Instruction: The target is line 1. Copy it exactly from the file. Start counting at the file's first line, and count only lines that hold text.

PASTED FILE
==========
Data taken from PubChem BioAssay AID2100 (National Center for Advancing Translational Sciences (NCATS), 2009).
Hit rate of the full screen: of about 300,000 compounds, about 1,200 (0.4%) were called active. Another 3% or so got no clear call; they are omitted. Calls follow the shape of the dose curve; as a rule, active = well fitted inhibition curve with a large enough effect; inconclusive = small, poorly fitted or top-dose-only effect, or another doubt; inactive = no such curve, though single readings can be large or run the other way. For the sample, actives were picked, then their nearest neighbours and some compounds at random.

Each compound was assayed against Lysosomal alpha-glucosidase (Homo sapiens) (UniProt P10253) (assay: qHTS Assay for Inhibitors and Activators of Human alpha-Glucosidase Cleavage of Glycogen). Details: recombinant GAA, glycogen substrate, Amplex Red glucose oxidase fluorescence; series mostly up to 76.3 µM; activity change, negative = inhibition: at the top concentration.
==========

Data taken from PubChem BioAssay AID2100 (National Center for Advancing Translational Sciences (NCATS), 2009).